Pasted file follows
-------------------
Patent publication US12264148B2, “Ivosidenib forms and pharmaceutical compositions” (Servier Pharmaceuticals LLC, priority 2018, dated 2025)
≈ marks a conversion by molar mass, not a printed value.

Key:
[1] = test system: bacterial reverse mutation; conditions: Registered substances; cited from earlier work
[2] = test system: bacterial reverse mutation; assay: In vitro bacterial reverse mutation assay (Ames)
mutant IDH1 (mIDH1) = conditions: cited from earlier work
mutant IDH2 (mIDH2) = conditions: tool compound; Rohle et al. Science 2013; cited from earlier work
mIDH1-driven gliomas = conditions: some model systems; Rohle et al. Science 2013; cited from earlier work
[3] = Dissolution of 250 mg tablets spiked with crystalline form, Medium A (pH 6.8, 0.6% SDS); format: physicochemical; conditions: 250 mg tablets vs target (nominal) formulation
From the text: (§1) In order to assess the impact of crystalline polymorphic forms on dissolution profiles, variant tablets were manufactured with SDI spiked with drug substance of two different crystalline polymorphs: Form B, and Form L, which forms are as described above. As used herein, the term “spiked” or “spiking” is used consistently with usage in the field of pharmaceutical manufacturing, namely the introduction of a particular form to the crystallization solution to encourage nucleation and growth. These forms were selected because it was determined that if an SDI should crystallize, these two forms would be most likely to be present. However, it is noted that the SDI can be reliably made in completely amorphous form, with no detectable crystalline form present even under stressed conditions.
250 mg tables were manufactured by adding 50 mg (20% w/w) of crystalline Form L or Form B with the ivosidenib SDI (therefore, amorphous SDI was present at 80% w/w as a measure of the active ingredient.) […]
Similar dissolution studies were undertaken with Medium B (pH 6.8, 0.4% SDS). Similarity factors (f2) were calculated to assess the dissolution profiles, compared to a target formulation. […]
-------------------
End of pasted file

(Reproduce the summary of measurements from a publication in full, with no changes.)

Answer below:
Patent publication US12264148B2, “Ivosidenib forms and pharmaceutical compositions” (Servier Pharmaceuticals LLC, priority 2018, dated 2025)
≈ marks a conversion by molar mass, not a printed value.

Key:
[1] = test system: bacterial reverse mutation; conditions: Registered substances; cited from earlier work
[2] = test system: bacterial reverse mutation; assay: In vitro bacterial reverse mutation assay (Ames)
mutant IDH1 (mIDH1) = conditions: cited from earlier work
mutant IDH2 (mIDH2) = conditions: tool compound; Rohle et al. Science 2013; cited from earlier work
mIDH1-driven gliomas = conditions: some model systems; Rohle et al. Science 2013; cited from earlier work
[3] = Dissolution of 250 mg tablets spiked with crystalline form, Medium A (pH 6.8, 0.6% SDS); format: physicochemical; conditions: 250 mg tablets vs target (nominal) formulation
From the text: (§1) In order to assess the impact of crystalline polymorphic forms on dissolution profiles, variant tablets were manufactured with SDI spiked with drug substance of two different crystalline polymorphs: Form B, and Form L, which forms are as described above. As used herein, the term “spiked” or “spiking” is used consistently with usage in the field of pharmaceutical manufacturing, namely the introduction of a particular form to the crystallization solution to encourage nucleation and growth. These forms were selected because it was determined that if an SDI should crystallize, these two forms would be most likely to be present. However, it is noted that the SDI can be reliably made in completely amorphous form, with no detectable crystalline form present even under stressed conditions.
250 mg tables were manufactured by adding 50 mg (20% w/w) of crystalline Form L or Form B with the ivosidenib SDI (therefore, amorphous SDI was present at 80% w/w as a measure of the active ingredient.) […]
Similar dissolution studies were undertaken with Medium B (pH 6.8, 0.4% SDS). Similarity factors (f2) were calculated to assess the dissolution profiles, compared to a target formulation. […]